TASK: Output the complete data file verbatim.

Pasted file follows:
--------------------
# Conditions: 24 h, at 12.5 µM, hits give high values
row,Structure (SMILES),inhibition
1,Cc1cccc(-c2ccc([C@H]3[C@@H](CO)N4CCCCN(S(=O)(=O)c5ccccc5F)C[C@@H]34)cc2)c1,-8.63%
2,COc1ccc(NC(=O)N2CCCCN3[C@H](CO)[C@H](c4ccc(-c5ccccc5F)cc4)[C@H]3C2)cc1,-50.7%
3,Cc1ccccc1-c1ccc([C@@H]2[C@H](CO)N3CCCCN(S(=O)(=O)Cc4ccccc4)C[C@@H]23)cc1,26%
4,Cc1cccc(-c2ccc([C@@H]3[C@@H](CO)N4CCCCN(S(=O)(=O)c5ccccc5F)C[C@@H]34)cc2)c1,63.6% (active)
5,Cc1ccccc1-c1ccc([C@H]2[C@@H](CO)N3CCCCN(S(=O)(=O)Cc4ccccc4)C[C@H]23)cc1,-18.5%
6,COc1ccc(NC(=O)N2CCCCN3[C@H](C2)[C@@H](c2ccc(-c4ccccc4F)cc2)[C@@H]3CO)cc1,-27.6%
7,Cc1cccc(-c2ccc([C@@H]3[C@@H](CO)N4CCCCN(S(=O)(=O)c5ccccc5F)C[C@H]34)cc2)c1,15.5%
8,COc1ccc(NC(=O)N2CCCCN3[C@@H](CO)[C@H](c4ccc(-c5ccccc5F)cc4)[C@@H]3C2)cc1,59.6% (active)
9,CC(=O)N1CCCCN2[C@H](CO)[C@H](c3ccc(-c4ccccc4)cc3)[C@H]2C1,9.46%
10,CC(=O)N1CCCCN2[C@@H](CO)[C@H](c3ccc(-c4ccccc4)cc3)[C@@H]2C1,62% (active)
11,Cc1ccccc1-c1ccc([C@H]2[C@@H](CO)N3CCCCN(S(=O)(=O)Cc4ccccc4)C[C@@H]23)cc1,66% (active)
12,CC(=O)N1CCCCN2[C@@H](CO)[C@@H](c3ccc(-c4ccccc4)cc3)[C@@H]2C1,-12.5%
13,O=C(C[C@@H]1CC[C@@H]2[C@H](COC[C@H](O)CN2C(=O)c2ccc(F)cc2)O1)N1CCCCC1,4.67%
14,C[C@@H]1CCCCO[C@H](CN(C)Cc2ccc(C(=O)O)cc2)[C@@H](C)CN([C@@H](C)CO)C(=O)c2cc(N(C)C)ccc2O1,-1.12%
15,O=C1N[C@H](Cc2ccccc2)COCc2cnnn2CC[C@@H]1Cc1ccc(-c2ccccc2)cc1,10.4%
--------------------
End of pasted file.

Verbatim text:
# Conditions: 24 h, at 12.5 µM, hits give high values
row,Structure (SMILES),inhibition
1,Cc1cccc(-c2ccc([C@H]3[C@@H](CO)N4CCCCN(S(=O)(=O)c5ccccc5F)C[C@@H]34)cc2)c1,-8.63%
2,COc1ccc(NC(=O)N2CCCCN3[C@H](CO)[C@H](c4ccc(-c5ccccc5F)cc4)[C@H]3C2)cc1,-50.7%
3,Cc1ccccc1-c1ccc([C@@H]2[C@H](CO)N3CCCCN(S(=O)(=O)Cc4ccccc4)C[C@@H]23)cc1,26%
4,Cc1cccc(-c2ccc([C@@H]3[C@@H](CO)N4CCCCN(S(=O)(=O)c5ccccc5F)C[C@@H]34)cc2)c1,63.6% (active)
5,Cc1ccccc1-c1ccc([C@H]2[C@@H](CO)N3CCCCN(S(=O)(=O)Cc4ccccc4)C[C@H]23)cc1,-18.5%
6,COc1ccc(NC(=O)N2CCCCN3[C@H](C2)[C@@H](c2ccc(-c4ccccc4F)cc2)[C@@H]3CO)cc1,-27.6%
7,Cc1cccc(-c2ccc([C@@H]3[C@@H](CO)N4CCCCN(S(=O)(=O)c5ccccc5F)C[C@H]34)cc2)c1,15.5%
8,COc1ccc(NC(=O)N2CCCCN3[C@@H](CO)[C@H](c4ccc(-c5ccccc5F)cc4)[C@@H]3C2)cc1,59.6% (active)
9,CC(=O)N1CCCCN2[C@H](CO)[C@H](c3ccc(-c4ccccc4)cc3)[C@H]2C1,9.46%
10,CC(=O)N1CCCCN2[C@@H](CO)[C@H](c3ccc(-c4ccccc4)cc3)[C@@H]2C1,62% (active)
11,Cc1ccccc1-c1ccc([C@H]2[C@@H](CO)N3CCCCN(S(=O)(=O)Cc4ccccc4)C[C@@H]23)cc1,66% (active)
12,CC(=O)N1CCCCN2[C@@H](CO)[C@@H](c3ccc(-c4ccccc4)cc3)[C@@H]2C1,-12.5%
13,O=C(C[C@@H]1CC[C@@H]2[C@H](COC[C@H](O)CN2C(=O)c2ccc(F)cc2)O1)N1CCCCC1,4.67%
14,C[C@@H]1CCCCO[C@H](CN(C)Cc2ccc(C(=O)O)cc2)[C@@H](C)CN([C@@H](C)CO)C(=O)c2cc(N(C)C)ccc2O1,-1.12%
15,O=C1N[C@H](Cc2ccccc2)COCc2cnnn2CC[C@@H]1Cc1ccc(-c2ccccc2)cc1,10.4%